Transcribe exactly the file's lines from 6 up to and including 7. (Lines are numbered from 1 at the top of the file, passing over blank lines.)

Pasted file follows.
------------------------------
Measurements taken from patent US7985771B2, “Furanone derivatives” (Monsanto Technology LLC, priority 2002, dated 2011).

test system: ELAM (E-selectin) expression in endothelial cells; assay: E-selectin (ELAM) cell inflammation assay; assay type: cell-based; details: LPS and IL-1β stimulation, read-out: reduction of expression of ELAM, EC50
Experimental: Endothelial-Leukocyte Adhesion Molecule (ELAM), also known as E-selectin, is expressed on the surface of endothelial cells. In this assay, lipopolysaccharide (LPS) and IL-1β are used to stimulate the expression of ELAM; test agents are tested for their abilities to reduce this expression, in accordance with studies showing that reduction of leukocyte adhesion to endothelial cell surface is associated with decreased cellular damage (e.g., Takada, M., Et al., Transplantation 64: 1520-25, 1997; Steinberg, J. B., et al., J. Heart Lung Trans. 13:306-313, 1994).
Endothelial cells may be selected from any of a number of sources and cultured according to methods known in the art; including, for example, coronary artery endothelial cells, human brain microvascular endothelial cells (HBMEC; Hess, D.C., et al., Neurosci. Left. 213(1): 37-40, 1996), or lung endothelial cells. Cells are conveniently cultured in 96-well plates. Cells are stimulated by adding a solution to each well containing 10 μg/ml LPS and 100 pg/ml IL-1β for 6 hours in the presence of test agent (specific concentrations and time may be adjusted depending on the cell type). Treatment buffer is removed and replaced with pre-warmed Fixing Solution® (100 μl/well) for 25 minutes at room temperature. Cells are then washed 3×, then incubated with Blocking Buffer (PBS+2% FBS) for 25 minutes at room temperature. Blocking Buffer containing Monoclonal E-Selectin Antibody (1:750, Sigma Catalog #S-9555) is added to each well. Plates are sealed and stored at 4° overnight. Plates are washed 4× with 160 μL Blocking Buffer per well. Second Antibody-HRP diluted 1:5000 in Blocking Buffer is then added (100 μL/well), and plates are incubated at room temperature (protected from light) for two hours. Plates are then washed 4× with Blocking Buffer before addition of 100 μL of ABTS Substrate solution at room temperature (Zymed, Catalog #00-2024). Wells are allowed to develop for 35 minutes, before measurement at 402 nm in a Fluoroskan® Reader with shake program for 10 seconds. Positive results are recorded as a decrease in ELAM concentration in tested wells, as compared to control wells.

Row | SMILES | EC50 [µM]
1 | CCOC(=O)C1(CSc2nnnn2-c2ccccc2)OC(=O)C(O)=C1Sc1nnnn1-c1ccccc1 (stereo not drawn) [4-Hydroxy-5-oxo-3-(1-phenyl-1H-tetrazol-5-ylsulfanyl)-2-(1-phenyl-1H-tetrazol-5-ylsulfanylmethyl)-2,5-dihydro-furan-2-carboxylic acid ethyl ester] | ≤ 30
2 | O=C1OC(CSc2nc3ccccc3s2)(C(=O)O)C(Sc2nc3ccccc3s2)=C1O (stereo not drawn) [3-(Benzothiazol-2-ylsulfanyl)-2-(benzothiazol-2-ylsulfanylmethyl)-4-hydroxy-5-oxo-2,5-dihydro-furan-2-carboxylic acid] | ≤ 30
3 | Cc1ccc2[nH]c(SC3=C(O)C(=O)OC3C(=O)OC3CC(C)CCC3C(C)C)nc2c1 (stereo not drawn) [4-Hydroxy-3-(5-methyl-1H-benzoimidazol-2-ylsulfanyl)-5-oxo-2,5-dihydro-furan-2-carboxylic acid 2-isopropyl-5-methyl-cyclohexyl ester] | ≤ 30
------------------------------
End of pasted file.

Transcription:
1 | CCOC(=O)C1(CSc2nnnn2-c2ccccc2)OC(=O)C(O)=C1Sc1nnnn1-c1ccccc1 (stereo not drawn) [4-Hydroxy-5-oxo-3-(1-phenyl-1H-tetrazol-5-ylsulfanyl)-2-(1-phenyl-1H-tetrazol-5-ylsulfanylmethyl)-2,5-dihydro-furan-2-carboxylic acid ethyl ester] | ≤ 30
2 | O=C1OC(CSc2nc3ccccc3s2)(C(=O)O)C(Sc2nc3ccccc3s2)=C1O (stereo not drawn) [3-(Benzothiazol-2-ylsulfanyl)-2-(benzothiazol-2-ylsulfanylmethyl)-4-hydroxy-5-oxo-2,5-dihydro-furan-2-carboxylic acid] | ≤ 30